The most beautiful aspect of humanity exists within the specific qualities and characteristics of each unique personality. These distinctions are of course based on genetics and DNA, but also on experiences and how each person perceives the world. Inside the body we have a great many organs that allow people to exist, and yet we also have the untraceable soul that allows the human body to exhibit emotion. Cold Souls Directed by Sophie Barthes explores the possibility of life without a soul and the reality of what this could mean to a passion driven individual. If humanity had the option to live without feeling and conflict, would we take it; and if so, how could we survive. True happiness cannot live without the soul, because a true state of euphoria cannot exist without the possibility of sadness and regret. Cold Souls challenges the notion of reality and whether or not it is better to feel nothing than live in the depths of despair.


Cold Souls focuses on actor Paul Giamatti as he struggles to come to terms with his portrayal of the title role in Chekov’s gut wrenching play Uncle Vanya. Giamatti embraces the inner workings of the character to the point where he cannot differentiate the two personas. As Giamatti approaches a downfall, he discovers a risky procedure that could temporarily rid him of his plagues by releasing him of his soul. The idea of soul storage seems to be an odd yet viable option for the actor as it promises nothing but peace and happiness. This other worldly idea toils with the possibility of living without the deep feeling and conflict that trouble humanity. By removing the soul, life can become “happy” or what he soon realizes is depthless and empty complacency.

Sophie Barthes makes the strong choice to maintain the identity of Paul Giamatti as both character and actor. This decision automatically skews the line between fiction and reality. Although the intellect allows the viewer to consider the absurdity of soul retraction, it does force the viewer to contemplate this possibility. Paul first hears about this unorthodox procedure from the well respected New Yorker and proceeds to make an appointment with the doctor to discuss the idea of living a burden free life. Although the actor questions the concept as preposterous, he continues with the process. Within days, and as a result of a several unaffected and heartless rehearsals of Uncle Vanya, Giamatti decides that living without a soul is detrimental to his career and his relationship with his wife played by Emily Watson. As an alternative option, Paul decides to borrow the soul of a Russian poet. Although he delivers a brilliant performance, it leaves Paul with the realization that nothing compares to his own. This conclusion to retrieve his original essence opens the door to reveal a world in which soul trafficking is a million dollar business and soul trading is a common procedure worldwide.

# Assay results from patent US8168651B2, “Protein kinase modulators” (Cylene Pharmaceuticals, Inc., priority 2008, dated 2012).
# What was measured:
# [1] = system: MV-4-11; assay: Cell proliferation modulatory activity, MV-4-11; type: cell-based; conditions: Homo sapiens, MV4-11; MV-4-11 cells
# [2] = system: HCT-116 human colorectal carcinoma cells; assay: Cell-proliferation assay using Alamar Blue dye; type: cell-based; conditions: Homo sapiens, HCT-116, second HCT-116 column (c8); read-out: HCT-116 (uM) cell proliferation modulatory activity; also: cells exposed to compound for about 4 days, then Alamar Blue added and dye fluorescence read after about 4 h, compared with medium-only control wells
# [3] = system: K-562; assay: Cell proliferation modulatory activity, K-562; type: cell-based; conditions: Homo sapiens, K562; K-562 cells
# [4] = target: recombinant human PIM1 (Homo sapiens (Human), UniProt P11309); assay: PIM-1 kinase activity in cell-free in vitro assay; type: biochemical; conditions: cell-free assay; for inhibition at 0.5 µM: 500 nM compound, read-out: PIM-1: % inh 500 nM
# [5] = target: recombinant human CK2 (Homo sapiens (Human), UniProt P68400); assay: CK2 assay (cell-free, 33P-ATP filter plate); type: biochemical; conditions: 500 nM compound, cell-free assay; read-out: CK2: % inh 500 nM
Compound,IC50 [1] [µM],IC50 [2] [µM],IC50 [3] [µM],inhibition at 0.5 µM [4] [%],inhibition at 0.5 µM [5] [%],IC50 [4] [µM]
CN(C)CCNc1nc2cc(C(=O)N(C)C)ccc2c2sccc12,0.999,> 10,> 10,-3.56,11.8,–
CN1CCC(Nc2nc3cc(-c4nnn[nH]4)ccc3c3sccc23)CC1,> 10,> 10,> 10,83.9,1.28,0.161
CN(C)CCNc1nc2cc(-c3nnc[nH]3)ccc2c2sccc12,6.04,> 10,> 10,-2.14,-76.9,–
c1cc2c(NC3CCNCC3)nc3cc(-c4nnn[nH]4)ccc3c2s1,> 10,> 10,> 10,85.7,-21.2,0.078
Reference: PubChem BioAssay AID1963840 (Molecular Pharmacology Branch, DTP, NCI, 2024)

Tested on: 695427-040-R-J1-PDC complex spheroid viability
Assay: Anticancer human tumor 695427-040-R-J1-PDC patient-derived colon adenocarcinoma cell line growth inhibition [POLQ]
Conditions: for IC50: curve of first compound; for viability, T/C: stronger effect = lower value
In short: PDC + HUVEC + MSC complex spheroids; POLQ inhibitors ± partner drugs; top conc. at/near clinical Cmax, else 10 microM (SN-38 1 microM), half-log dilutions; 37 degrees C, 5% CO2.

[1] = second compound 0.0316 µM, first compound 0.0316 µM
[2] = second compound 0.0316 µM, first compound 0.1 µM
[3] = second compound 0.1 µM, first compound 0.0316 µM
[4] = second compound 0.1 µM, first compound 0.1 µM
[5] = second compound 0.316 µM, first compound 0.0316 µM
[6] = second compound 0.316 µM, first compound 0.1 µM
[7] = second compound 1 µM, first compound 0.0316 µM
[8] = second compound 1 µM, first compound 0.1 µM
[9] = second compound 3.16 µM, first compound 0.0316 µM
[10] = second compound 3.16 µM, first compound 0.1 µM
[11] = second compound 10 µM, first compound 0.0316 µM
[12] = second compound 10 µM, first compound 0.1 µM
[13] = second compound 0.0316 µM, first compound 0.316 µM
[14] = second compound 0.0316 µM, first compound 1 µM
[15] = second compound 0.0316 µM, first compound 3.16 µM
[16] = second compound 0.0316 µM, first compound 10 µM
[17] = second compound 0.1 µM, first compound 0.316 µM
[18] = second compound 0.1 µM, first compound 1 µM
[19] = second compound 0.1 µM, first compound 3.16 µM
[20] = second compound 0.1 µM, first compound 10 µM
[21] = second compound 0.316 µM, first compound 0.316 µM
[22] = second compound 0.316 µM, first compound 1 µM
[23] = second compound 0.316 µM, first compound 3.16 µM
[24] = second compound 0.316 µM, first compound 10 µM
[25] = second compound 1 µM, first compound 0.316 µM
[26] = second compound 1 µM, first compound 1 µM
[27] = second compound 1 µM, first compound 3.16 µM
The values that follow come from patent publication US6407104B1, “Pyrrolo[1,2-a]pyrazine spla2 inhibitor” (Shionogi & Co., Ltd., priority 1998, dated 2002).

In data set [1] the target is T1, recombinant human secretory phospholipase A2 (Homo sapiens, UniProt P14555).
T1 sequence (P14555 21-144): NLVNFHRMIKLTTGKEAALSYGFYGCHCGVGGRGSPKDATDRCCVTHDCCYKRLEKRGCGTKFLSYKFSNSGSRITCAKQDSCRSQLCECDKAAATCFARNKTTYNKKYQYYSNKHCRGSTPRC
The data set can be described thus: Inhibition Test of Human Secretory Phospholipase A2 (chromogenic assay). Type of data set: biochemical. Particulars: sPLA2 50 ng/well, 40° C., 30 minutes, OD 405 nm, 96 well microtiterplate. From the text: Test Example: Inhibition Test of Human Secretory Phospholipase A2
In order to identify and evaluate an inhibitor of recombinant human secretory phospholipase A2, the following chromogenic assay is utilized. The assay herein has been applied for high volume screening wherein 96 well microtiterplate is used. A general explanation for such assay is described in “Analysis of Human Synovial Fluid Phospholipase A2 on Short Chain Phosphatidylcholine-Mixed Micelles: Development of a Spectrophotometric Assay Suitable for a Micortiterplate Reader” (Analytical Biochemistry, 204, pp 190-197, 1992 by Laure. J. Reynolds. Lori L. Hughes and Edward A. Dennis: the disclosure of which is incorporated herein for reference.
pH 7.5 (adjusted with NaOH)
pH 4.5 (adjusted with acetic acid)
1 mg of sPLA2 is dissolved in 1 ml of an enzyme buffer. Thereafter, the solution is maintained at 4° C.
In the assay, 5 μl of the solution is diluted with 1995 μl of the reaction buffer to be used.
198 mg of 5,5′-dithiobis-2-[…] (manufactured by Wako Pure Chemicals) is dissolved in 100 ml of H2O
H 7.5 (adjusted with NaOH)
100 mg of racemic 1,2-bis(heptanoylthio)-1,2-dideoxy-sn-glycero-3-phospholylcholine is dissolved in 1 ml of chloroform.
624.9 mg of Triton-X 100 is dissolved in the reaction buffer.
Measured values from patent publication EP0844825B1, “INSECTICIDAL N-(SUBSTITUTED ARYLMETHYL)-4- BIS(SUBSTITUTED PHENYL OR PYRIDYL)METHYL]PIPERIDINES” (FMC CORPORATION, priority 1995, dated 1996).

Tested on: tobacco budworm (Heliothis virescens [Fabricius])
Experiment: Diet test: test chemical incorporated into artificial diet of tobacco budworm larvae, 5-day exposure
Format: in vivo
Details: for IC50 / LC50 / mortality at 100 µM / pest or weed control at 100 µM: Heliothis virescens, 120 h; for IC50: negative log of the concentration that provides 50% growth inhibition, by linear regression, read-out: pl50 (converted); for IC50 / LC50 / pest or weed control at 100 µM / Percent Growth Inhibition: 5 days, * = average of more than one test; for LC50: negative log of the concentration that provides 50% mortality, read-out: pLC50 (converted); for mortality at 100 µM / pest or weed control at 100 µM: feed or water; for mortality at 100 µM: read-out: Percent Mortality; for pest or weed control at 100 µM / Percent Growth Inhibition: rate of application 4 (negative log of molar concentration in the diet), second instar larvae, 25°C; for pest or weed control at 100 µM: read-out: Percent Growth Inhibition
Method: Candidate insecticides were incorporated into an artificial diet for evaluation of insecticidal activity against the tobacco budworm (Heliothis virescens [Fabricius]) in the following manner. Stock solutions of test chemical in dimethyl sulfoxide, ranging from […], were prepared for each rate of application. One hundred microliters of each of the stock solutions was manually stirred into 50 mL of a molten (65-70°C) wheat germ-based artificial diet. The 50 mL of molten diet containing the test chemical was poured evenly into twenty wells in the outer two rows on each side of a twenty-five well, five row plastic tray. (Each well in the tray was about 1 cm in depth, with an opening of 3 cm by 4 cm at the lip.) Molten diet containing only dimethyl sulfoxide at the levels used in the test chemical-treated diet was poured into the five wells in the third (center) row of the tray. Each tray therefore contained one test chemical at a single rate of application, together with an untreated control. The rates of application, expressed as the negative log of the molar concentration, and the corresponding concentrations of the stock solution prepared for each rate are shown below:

Barthes also focuses on the dichotomy of life and death by using the doctor office as a sort of heavenly getaway from everyday reality. As Paul sits and waits for his lost soul, we are brought into a white and seemingly blissful room free from color and substance. This atmosphere is meant to subtly personify the possibility of living as an empty vessel, although none of the characters seem to make this connection. If the office is in fact heaven, then the doctor is playing God bringing his unhappy patients to death. Paul soon realizes that a burdened existence is far superior to that of an emotionless and care free existence.

Cold Souls exists within the context of 97 minutes, which leaves the viewer a bit jolted from all the information and extreme detail given in such a short amount of time. Barthes creates a sort of distance separation between film and viewer as a way to force the audience into a version of Paul’s soul-less reality. Since Barthes develops a film that spurs from the reality and life of Paul Giamtti, we tend to embrace the fantastical direction of the Paul Giamatti within the context of Cold Souls. Different from most mainstream cinema, there is little effort to complete the storyline and therefore the audience is left to consider what happened to the man who lived without a soul.

Starring: Paul Giamatti, Emily Watson, David Straithairn, Dina Korzun, Katheryn Winnick

Director: Sophie Barthes

Runtime: 97 Minutes

Distributor: Samuel Goldwyn Films

Rating: PG-13


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